Leeds GATE (Gypsy and Traveller Exchange)

Gypsies and Irish Travellers are acknowledged as amongst the most excluded ethnic minorities in the UK with significantly poor life chances, health and educational outcomes. Leeds Gypsy and Traveller Exchange was set up to highlight and tackle these inequalities particularly in Leeds and West Yorkshire.

In line with our social aim Leeds GATE has 4 key objectives that guide our work

Leeds GATE Key Objectives

– Improving accommodation provision

– Improving health and well-being

– Improving education, employment and financial inclusion

– Increasing citizenship and social inclusion

We also have an ‘inward facing’ object innovation and excellence.

We have identified the values which characterise our organisation and which underpin all the work we do. These values were developed through consultation with the staff team and Executive Board.

Leeds GATE Values

– Leeds GATE belongs to Gypsies and Travellers

– Leeds GATE is welcoming

– Leeds GATE respects people’s privacy

– Leeds GATE believes that people should be safe

– Leeds GATE helps people to help themselves

– Leeds GATE is honest and open

– Leeds GATE doesn’t make promises that can’t be kept

– Leeds GATE is brave and creative

– Leeds GATE believes that everyone is equal and can be included

How does your organisation contribute to preventing suicide and supporting those affected by it?

Leeds GATE has recognised the higher level of suicide rate in the Gypsy and Traveller community. After consultation with our members we recognised suicide is something that many people in the community are affected by, but do not feel equipped with the tools to make any changes in regards to it.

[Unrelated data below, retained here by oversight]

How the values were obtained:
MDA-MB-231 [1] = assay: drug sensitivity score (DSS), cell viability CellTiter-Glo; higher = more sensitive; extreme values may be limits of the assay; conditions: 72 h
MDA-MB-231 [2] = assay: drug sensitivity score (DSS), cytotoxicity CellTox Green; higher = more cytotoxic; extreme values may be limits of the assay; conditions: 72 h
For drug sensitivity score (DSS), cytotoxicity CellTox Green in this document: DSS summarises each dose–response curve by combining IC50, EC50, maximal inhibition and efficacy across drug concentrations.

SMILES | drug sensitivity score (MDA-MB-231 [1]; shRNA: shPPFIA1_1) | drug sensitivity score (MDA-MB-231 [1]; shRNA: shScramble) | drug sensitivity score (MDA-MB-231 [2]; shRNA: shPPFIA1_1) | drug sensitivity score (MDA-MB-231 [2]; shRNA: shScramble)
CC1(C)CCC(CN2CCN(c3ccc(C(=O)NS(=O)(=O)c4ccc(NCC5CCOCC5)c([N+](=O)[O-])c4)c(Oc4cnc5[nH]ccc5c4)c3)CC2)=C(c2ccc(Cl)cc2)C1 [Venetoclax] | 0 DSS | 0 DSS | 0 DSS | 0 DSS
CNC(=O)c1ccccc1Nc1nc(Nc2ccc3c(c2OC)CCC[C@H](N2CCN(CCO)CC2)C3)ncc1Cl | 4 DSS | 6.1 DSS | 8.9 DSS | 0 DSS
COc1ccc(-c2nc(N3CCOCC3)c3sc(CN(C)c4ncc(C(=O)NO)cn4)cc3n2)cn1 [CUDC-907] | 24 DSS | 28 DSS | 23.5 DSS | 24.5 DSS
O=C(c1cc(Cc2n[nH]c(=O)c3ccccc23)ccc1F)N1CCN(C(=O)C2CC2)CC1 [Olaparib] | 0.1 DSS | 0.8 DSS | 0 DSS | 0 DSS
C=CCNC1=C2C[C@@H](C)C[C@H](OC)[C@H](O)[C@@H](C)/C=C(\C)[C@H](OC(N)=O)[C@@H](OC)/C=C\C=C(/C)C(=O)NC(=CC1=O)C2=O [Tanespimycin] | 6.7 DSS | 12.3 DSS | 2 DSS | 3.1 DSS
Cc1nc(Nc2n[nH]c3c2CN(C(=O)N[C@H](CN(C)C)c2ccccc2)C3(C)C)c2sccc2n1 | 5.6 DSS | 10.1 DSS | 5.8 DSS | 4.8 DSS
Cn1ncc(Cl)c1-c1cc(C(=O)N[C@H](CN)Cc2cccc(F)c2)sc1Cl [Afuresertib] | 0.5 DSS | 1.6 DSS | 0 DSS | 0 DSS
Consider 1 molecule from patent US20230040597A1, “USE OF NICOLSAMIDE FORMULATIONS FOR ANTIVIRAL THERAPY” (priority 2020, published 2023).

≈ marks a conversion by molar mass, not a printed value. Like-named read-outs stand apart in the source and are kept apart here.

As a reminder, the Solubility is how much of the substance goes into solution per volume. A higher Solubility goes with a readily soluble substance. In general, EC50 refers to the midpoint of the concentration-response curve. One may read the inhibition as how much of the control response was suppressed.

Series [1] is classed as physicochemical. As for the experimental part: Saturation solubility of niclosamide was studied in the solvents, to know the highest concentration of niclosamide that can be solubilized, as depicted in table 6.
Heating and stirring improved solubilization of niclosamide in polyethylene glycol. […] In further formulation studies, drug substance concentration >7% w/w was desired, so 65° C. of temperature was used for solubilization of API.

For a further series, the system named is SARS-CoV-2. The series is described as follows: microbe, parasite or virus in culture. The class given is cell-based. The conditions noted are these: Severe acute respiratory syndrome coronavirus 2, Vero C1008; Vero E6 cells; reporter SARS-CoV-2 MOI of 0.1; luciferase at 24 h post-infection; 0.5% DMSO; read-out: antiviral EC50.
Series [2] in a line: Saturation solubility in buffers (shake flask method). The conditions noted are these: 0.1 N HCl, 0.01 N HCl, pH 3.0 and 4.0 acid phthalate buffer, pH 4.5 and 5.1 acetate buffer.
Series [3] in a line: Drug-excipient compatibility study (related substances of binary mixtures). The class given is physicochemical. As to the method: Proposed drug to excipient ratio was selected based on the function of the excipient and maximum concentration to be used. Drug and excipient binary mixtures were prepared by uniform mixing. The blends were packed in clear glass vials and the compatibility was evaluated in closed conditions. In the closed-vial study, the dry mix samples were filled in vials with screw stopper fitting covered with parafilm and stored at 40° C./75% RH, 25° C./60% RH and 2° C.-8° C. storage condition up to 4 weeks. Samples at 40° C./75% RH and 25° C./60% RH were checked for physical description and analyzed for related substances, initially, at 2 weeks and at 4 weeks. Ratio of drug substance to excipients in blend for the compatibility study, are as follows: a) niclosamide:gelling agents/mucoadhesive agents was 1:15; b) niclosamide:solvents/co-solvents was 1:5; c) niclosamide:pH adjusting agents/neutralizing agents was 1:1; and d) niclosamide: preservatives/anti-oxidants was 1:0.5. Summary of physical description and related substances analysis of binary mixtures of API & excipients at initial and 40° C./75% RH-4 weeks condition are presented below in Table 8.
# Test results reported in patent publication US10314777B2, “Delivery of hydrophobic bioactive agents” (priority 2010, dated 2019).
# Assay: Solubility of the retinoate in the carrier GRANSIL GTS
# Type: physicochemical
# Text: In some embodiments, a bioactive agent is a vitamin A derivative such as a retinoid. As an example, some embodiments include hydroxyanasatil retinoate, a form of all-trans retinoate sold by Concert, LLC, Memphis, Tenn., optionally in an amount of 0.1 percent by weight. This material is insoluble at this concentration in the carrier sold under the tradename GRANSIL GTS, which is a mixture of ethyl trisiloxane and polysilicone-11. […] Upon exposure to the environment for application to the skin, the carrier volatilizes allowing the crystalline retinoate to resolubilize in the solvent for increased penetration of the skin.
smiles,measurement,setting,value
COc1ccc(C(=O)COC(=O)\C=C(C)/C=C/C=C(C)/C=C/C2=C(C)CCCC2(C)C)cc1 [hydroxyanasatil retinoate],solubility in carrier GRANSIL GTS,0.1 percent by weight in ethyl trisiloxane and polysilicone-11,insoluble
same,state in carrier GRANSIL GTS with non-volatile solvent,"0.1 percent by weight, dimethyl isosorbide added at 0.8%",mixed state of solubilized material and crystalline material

The suicide rate in the Gypsy and Traveller community is 6% higher in females and 7% higher in males (under 45).

Leeds GATE offers advocacy support around any issues regarding suicide and is working to build up partnerships with other organisations that our members would otherwise struggle to access.

Staff in Leeds GATE also aim to run Safe TALK training to members to start challenging suicide as a ‘taboo’ subject.

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What are your current priorities?

Our current priorities are:

– Building positive working relationships with other organisations that offer support and guidance around suicide

– Challenging suicide as a taboo subject within the Gypsy and Traveller community

– Developing and delivering a Safe TALK training programme that our members find accessible.

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What challenges are you currently facing?

Challenges we are currently facing include under representation of the Gypsy and Traveller community in basic health care. That our members struggle to gain access to basic health care provisions. As a result of this many of our members ‘struggle in silence’ with their mental and emotional health concerns.

Another would be taboo subjects within the community, mental health being one of them. Our members are starting the discussion round mental health, however we are struggling to engage male members, due to pressures put on men within the community.

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